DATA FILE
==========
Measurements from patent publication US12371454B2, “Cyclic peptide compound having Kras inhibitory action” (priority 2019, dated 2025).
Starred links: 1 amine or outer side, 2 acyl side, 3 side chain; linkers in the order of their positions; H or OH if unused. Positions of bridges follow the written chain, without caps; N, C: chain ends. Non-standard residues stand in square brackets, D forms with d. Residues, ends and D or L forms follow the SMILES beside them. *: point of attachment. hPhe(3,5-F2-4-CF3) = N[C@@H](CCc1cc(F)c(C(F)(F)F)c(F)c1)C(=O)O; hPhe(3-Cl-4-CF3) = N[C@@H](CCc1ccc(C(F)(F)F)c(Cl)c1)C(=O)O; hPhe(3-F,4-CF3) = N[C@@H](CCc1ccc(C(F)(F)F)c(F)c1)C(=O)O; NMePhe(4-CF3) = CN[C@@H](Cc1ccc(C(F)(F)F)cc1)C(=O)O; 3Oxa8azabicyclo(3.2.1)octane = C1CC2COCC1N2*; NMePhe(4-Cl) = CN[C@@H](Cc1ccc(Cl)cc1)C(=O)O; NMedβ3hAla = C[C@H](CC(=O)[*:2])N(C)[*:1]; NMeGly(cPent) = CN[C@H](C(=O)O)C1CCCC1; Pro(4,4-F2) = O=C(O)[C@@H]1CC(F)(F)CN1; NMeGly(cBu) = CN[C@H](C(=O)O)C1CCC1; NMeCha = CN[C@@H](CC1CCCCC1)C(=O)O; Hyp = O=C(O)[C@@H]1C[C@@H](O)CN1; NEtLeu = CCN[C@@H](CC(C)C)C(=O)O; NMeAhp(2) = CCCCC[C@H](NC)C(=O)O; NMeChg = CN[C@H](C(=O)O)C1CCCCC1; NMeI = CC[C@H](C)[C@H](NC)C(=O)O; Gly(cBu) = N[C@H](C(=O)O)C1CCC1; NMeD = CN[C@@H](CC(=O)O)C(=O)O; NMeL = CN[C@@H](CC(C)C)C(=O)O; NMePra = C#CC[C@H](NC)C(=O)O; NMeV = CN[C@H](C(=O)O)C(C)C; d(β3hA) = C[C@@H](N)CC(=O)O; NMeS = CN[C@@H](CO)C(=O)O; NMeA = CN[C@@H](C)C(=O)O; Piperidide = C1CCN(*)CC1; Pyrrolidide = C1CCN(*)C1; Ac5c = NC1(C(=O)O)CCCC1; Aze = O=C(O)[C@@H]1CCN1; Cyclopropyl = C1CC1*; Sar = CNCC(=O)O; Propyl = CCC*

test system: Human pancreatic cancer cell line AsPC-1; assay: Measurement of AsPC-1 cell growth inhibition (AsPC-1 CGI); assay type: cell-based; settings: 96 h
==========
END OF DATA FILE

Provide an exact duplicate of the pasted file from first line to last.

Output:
Measurements from patent publication US12371454B2, “Cyclic peptide compound having Kras inhibitory action” (priority 2019, dated 2025).
Starred links: 1 amine or outer side, 2 acyl side, 3 side chain; linkers in the order of their positions; H or OH if unused. Positions of bridges follow the written chain, without caps; N, C: chain ends. Non-standard residues stand in square brackets, D forms with d. Residues, ends and D or L forms follow the SMILES beside them. *: point of attachment. hPhe(3,5-F2-4-CF3) = N[C@@H](CCc1cc(F)c(C(F)(F)F)c(F)c1)C(=O)O; hPhe(3-Cl-4-CF3) = N[C@@H](CCc1ccc(C(F)(F)F)c(Cl)c1)C(=O)O; hPhe(3-F,4-CF3) = N[C@@H](CCc1ccc(C(F)(F)F)c(F)c1)C(=O)O; NMePhe(4-CF3) = CN[C@@H](Cc1ccc(C(F)(F)F)cc1)C(=O)O; 3Oxa8azabicyclo(3.2.1)octane = C1CC2COCC1N2*; NMePhe(4-Cl) = CN[C@@H](Cc1ccc(Cl)cc1)C(=O)O; NMedβ3hAla = C[C@H](CC(=O)[*:2])N(C)[*:1]; NMeGly(cPent) = CN[C@H](C(=O)O)C1CCCC1; Pro(4,4-F2) = O=C(O)[C@@H]1CC(F)(F)CN1; NMeGly(cBu) = CN[C@H](C(=O)O)C1CCC1; NMeCha = CN[C@@H](CC1CCCCC1)C(=O)O; Hyp = O=C(O)[C@@H]1C[C@@H](O)CN1; NEtLeu = CCN[C@@H](CC(C)C)C(=O)O; NMeAhp(2) = CCCCC[C@H](NC)C(=O)O; NMeChg = CN[C@H](C(=O)O)C1CCCCC1; NMeI = CC[C@H](C)[C@H](NC)C(=O)O; Gly(cBu) = N[C@H](C(=O)O)C1CCC1; NMeD = CN[C@@H](CC(=O)O)C(=O)O; NMeL = CN[C@@H](CC(C)C)C(=O)O; NMePra = C#CC[C@H](NC)C(=O)O; NMeV = CN[C@H](C(=O)O)C(C)C; d(β3hA) = C[C@@H](N)CC(=O)O; NMeS = CN[C@@H](CO)C(=O)O; NMeA = CN[C@@H](C)C(=O)O; Piperidide = C1CCN(*)CC1; Pyrrolidide = C1CCN(*)C1; Ac5c = NC1(C(=O)O)CCCC1; Aze = O=C(O)[C@@H]1CCN1; Cyclopropyl = C1CC1*; Sar = CNCC(=O)O; Propyl = CCC*

test system: Human pancreatic cancer cell line AsPC-1; assay: Measurement of AsPC-1 cell growth inhibition (AsPC-1 CGI); assay type: cell-based; settings: 96 h